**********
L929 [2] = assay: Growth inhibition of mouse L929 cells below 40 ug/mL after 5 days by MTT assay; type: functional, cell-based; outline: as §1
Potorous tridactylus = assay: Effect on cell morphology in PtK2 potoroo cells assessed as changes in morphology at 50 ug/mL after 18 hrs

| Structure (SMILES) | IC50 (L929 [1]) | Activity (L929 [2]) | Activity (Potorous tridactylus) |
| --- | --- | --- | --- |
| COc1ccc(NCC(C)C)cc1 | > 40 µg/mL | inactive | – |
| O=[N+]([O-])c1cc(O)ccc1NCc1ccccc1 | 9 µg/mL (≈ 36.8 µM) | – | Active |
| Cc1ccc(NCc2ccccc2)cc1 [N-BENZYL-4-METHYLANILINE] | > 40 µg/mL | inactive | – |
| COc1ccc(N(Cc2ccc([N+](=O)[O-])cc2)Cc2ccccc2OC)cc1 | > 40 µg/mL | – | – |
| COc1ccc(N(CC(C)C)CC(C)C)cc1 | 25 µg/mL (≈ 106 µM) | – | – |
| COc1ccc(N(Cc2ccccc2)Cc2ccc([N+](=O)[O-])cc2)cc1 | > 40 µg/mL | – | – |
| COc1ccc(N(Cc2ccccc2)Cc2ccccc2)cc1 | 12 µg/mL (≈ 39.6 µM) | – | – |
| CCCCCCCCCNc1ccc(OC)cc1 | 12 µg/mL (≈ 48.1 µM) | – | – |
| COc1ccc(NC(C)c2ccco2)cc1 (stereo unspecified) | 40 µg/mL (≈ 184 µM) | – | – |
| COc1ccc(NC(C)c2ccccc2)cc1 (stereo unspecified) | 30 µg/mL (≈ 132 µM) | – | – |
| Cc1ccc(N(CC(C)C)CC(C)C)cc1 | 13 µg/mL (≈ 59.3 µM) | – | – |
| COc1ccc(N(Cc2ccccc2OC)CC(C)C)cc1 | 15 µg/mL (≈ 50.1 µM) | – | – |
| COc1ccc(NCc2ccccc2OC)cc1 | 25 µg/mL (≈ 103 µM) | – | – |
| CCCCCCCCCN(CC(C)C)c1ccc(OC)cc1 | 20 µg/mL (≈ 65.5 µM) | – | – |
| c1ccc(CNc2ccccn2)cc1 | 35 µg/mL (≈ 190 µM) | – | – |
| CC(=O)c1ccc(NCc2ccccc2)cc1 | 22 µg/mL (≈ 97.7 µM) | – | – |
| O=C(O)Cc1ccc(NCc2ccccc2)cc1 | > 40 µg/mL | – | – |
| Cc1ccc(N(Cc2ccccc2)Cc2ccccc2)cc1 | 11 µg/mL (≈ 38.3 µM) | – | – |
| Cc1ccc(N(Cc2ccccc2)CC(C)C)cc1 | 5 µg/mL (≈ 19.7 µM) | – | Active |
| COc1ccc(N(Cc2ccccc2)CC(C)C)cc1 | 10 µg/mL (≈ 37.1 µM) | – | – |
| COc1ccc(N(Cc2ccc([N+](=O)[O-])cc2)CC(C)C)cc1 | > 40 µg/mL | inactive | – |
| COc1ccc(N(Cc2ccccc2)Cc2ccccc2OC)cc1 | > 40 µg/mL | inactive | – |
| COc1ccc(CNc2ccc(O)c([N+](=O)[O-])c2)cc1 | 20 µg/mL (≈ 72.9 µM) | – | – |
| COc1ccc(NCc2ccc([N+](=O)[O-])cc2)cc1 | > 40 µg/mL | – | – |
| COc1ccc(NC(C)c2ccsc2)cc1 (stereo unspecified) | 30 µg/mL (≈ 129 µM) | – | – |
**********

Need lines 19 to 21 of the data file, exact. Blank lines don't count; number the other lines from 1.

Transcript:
| c1ccc(CNc2ccccn2)cc1 | 35 µg/mL (≈ 190 µM) | – | – |
| CC(=O)c1ccc(NCc2ccccc2)cc1 | 22 µg/mL (≈ 97.7 µM) | – | – |
| O=C(O)Cc1ccc(NCc2ccccc2)cc1 | > 40 µg/mL | – | – |